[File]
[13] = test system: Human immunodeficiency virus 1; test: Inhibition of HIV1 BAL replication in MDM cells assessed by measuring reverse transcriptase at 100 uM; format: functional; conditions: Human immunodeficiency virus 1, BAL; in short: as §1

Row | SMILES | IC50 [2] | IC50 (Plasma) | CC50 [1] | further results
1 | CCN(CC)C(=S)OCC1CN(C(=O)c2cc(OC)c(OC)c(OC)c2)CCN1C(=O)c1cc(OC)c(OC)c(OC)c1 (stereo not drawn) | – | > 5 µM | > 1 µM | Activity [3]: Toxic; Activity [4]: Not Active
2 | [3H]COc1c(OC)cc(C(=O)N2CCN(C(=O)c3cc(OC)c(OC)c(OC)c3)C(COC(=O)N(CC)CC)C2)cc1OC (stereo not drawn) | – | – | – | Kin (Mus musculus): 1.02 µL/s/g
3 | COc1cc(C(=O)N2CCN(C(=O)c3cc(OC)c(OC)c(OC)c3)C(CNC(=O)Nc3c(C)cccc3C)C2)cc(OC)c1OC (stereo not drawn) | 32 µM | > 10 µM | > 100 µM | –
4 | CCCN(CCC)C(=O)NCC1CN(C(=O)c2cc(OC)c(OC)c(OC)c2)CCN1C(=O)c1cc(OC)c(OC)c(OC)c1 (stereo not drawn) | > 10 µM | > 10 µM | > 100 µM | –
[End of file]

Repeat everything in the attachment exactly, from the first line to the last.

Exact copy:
[13] = test system: Human immunodeficiency virus 1; test: Inhibition of HIV1 BAL replication in MDM cells assessed by measuring reverse transcriptase at 100 uM; format: functional; conditions: Human immunodeficiency virus 1, BAL; in short: as §1

Row | SMILES | IC50 [2] | IC50 (Plasma) | CC50 [1] | further results
1 | CCN(CC)C(=S)OCC1CN(C(=O)c2cc(OC)c(OC)c(OC)c2)CCN1C(=O)c1cc(OC)c(OC)c(OC)c1 (stereo not drawn) | – | > 5 µM | > 1 µM | Activity [3]: Toxic; Activity [4]: Not Active
2 | [3H]COc1c(OC)cc(C(=O)N2CCN(C(=O)c3cc(OC)c(OC)c(OC)c3)C(COC(=O)N(CC)CC)C2)cc1OC (stereo not drawn) | – | – | – | Kin (Mus musculus): 1.02 µL/s/g
3 | COc1cc(C(=O)N2CCN(C(=O)c3cc(OC)c(OC)c(OC)c3)C(CNC(=O)Nc3c(C)cccc3C)C2)cc(OC)c1OC (stereo not drawn) | 32 µM | > 10 µM | > 100 µM | –
4 | CCCN(CCC)C(=O)NCC1CN(C(=O)c2cc(OC)c(OC)c(OC)c2)CCN1C(=O)c1cc(OC)c(OC)c(OC)c1 (stereo not drawn) | > 10 µM | > 10 µM | > 100 µM | –